The titular character in Woman in Gold is Adele Bloch-Bauer, whose husband, Czech sugar mogul Ferdinand Bloch-Bauer, commissioned Austrian symbolist painter Gustav Klimt to paint two portraits of his wife when she was 25 years old. The first and most famous of the two later became known as Woman in Gold. The 2015 film focuses on Bloch-Bauer's niece Maria Altmann, played by Helen Mirren, and her quest to reclaim the famous Klimt painting from the Austrian government, but there is a lot more to her story.
Altmann led a charmed childhood
Maria Viktoria Bloch-Bauer was born to Gustav Bloch-Bauer and Therese Bauer on February 18, 1916, in Vienna, Austria. Her wealthy Jewish family, including her uncle Ferdinand and aunt Adele, were close to the artists of the Vienna Secession movement, which Klimt helped establish in 1897. The avant-garde of the Austrian capital included the composer Arnold Schoenberg. (The lawyer who handled Altmann's case was E Randol Schoenberg, the composer's grandson. Ryan Reynolds portrays him in the film.)
Although Altmann was not old enough at the time to remember Klimt's visits, she grew up visiting her uncle and aunt's grand house, which was filled with pictures, tapestries, elegant furniture and a collection of fine porcelain. Adele would often hold court for musicians, artists and writers in the salon of her huge house on Elisabethstrasse near the Wiener Staatsoper (the Vienna State Opera house).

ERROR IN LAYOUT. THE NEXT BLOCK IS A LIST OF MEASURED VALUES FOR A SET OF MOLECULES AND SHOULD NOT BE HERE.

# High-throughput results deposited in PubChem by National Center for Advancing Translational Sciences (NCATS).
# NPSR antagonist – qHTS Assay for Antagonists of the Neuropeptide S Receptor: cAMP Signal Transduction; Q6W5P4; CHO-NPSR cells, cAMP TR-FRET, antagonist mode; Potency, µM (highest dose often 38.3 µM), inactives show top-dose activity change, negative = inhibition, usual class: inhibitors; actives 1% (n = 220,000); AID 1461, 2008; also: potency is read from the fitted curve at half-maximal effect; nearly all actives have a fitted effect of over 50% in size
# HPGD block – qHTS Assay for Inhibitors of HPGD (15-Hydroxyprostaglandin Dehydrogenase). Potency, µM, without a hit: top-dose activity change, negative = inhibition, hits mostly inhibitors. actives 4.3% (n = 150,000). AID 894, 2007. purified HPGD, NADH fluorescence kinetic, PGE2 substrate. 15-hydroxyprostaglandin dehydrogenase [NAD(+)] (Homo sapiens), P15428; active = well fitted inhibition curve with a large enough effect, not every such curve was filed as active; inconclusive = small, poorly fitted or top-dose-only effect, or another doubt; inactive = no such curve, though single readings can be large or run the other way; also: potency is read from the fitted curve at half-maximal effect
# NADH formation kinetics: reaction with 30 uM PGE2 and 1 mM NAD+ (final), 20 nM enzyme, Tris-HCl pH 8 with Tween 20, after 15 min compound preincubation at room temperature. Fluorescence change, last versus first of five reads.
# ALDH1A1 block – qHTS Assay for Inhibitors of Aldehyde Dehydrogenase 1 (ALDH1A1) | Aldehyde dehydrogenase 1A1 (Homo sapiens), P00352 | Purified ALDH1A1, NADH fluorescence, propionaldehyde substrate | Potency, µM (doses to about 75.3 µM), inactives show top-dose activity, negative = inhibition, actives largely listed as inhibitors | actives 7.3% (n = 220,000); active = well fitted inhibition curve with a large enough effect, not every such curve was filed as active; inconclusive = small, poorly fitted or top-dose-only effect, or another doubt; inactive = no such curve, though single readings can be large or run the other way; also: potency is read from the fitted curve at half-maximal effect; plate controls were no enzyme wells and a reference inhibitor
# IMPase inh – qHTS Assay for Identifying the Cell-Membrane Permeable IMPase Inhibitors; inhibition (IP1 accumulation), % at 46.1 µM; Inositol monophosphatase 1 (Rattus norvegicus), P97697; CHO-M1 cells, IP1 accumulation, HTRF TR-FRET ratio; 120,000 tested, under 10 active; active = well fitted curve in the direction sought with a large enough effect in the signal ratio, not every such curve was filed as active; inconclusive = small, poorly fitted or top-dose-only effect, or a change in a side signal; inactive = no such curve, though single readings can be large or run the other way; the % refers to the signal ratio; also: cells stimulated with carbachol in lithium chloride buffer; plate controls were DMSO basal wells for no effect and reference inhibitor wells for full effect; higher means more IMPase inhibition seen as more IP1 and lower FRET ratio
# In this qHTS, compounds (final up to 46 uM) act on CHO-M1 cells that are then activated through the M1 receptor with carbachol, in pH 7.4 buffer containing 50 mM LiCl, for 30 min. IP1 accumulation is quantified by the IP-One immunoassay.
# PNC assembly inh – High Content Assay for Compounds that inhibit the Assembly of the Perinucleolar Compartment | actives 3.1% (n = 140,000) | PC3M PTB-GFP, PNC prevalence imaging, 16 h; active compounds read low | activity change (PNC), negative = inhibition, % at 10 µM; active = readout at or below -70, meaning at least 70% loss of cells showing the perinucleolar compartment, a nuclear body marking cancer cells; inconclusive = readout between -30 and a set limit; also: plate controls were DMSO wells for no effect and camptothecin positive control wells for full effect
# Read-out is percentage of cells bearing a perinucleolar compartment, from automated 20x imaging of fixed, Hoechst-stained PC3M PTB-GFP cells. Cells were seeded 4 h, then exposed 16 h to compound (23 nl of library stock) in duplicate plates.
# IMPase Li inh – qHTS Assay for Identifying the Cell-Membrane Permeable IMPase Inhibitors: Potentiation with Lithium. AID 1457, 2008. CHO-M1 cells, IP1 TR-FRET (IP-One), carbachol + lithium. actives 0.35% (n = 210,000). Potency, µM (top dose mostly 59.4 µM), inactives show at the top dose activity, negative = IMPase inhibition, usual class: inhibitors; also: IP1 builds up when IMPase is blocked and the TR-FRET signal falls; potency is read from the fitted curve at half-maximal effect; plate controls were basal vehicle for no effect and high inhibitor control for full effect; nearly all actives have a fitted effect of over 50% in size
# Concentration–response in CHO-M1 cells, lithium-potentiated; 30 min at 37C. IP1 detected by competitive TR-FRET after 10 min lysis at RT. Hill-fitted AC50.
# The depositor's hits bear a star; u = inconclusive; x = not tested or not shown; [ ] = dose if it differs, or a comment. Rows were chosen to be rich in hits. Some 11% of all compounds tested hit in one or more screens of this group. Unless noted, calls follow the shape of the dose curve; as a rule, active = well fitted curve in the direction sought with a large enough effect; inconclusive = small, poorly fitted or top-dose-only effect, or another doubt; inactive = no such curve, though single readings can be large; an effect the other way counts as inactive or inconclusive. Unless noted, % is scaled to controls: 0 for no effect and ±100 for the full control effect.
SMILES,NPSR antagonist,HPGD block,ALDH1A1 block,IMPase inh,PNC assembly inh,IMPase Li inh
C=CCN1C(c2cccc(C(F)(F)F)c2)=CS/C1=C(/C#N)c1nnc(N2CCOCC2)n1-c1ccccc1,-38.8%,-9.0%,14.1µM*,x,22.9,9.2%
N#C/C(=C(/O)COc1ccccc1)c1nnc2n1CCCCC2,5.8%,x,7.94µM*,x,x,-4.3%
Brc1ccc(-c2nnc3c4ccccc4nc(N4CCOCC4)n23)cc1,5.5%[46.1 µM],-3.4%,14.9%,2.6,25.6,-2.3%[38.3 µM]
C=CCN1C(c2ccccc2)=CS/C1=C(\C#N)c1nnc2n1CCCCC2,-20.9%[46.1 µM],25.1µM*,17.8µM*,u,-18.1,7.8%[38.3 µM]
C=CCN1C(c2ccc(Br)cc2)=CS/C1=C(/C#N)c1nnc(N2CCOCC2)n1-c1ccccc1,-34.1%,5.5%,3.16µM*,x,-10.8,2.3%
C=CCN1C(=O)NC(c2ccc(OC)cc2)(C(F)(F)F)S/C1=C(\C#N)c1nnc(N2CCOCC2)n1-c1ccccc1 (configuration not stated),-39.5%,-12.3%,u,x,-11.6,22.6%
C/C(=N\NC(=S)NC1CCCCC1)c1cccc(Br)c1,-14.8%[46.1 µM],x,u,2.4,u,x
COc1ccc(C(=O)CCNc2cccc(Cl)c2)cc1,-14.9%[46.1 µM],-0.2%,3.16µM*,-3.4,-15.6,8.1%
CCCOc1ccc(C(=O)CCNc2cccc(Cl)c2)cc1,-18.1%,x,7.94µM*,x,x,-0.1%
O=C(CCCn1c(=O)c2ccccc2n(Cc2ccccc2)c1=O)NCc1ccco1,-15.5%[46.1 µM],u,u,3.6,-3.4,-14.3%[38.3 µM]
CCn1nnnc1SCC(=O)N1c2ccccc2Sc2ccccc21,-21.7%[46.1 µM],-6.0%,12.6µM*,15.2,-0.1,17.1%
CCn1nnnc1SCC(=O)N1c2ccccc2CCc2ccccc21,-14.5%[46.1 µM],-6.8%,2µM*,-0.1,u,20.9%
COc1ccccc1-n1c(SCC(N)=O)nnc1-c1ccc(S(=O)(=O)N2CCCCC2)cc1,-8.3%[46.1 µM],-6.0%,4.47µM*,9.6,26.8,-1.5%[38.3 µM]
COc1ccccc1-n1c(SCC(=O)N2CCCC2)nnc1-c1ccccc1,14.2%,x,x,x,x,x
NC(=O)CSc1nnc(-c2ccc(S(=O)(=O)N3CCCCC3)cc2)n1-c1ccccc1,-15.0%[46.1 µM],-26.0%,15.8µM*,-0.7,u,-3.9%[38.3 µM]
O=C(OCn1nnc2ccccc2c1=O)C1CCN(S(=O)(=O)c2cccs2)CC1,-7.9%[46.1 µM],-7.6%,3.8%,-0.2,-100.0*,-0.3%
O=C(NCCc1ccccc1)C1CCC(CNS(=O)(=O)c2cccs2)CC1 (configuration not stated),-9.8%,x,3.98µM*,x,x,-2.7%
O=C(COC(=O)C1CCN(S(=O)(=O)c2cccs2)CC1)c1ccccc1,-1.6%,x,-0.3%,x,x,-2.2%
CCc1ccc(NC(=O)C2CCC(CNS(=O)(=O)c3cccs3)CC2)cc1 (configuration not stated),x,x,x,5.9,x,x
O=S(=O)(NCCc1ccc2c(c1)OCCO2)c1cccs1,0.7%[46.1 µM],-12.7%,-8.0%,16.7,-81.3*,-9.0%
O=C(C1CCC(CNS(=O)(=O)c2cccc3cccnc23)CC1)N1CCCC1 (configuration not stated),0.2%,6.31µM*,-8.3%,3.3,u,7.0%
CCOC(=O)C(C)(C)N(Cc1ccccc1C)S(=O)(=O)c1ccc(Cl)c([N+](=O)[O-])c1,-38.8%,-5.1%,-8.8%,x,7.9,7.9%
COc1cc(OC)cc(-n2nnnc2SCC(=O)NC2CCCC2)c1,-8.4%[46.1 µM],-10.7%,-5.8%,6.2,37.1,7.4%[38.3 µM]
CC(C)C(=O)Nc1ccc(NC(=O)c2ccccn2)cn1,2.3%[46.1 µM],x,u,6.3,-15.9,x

However, the world came to know Adele as Klimt had painted her in 1907. He depicted her in a swirling gown within a blaze of gold rectangles, spirals and Egyptian symbols — she became the epitome of Vienna's Golden Age. In 1925, Adele died of meningitis at the age of 44. Afterward, Altmann recalled that the family’s regular Sunday brunches at her uncle’s house always included a viewing of the portrait, as well as four other works by Klimt, including another later painting of Adele.
She was robbed when the Nazis took over Austria
Altmann was left with only memories of the paintings, as they were stolen when the Nazis took over Austria in 1938. She had just married opera singer Fritz Altmann and her uncle had given her Adele's diamond earrings and a necklace as a wedding present. But the Nazis stole them from her — the stunning necklace she wore on her wedding day was sent to Nazi leader Hermann Göring as a present for his wife. Her father, Gustav, was most devastated when his prized Stradivarius cello was taken from him. Altmann recalled: “My father died two weeks after that. He died of a broken heart.” Of course, the Nazis seized all of Ferdinand's assets, which included his vast art collection. Portrait of Adele Bloch-Bauer I became known as Woman in Gold, as well as a symbol of all that the family had lost.
The Altmanns fled to America